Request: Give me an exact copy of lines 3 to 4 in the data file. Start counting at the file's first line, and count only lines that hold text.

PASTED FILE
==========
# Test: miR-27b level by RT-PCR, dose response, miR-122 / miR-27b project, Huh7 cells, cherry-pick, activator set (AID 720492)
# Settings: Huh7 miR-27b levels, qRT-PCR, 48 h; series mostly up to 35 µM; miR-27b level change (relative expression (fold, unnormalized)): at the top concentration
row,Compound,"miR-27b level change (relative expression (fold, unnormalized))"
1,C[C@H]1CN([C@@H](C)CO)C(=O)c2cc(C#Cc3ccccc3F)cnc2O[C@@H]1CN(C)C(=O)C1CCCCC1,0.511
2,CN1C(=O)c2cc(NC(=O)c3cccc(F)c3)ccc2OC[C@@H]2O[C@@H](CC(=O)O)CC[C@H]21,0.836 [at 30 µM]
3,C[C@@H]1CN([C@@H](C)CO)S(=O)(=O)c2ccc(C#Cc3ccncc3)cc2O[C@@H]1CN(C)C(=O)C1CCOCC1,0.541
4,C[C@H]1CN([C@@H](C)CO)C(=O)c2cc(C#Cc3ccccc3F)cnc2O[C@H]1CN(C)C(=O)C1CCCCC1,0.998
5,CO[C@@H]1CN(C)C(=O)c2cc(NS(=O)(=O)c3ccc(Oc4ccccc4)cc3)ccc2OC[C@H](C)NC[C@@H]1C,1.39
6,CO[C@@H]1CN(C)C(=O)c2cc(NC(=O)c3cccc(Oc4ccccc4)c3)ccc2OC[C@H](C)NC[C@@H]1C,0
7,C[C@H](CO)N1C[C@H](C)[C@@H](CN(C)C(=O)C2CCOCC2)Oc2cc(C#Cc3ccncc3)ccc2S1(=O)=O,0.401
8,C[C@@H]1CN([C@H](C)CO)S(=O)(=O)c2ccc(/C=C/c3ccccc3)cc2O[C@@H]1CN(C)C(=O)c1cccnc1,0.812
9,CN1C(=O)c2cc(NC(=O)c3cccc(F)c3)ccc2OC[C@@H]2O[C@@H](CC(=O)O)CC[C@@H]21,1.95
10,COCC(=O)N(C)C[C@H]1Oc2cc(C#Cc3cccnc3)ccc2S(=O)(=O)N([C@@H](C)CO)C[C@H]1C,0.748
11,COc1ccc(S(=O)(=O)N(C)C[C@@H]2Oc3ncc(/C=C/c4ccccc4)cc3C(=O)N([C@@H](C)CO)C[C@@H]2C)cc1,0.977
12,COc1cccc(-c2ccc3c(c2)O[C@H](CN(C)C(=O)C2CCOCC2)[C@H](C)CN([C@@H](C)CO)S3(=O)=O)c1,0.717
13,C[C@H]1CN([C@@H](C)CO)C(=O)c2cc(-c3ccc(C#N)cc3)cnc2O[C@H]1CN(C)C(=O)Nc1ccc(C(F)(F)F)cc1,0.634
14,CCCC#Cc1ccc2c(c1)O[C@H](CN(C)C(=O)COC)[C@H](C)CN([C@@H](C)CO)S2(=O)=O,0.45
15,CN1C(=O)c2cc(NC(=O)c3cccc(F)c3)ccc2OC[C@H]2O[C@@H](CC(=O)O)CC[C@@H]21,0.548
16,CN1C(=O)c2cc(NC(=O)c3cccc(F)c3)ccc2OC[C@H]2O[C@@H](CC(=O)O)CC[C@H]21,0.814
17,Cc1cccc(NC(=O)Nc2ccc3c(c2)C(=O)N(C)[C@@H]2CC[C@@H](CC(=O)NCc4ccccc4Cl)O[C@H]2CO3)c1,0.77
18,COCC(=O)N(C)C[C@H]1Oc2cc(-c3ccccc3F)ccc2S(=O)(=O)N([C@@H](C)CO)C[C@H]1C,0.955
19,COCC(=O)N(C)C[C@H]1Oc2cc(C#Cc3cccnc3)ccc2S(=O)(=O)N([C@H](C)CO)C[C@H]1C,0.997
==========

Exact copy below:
row,Compound,"miR-27b level change (relative expression (fold, unnormalized))"
1,C[C@H]1CN([C@@H](C)CO)C(=O)c2cc(C#Cc3ccccc3F)cnc2O[C@@H]1CN(C)C(=O)C1CCCCC1,0.511